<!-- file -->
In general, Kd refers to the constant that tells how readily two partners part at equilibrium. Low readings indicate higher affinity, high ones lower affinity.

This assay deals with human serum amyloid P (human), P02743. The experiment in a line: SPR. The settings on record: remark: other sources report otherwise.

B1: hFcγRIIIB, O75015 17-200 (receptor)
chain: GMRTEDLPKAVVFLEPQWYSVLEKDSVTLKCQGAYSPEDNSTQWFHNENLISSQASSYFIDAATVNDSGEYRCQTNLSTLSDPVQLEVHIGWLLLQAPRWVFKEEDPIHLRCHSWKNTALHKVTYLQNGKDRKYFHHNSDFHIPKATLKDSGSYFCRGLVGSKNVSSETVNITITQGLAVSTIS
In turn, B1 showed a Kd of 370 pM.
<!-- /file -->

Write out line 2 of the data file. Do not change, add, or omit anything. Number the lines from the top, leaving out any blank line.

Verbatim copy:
This assay deals with human serum amyloid P (human), P02743. The experiment in a line: SPR. The settings on record: remark: other sources report otherwise.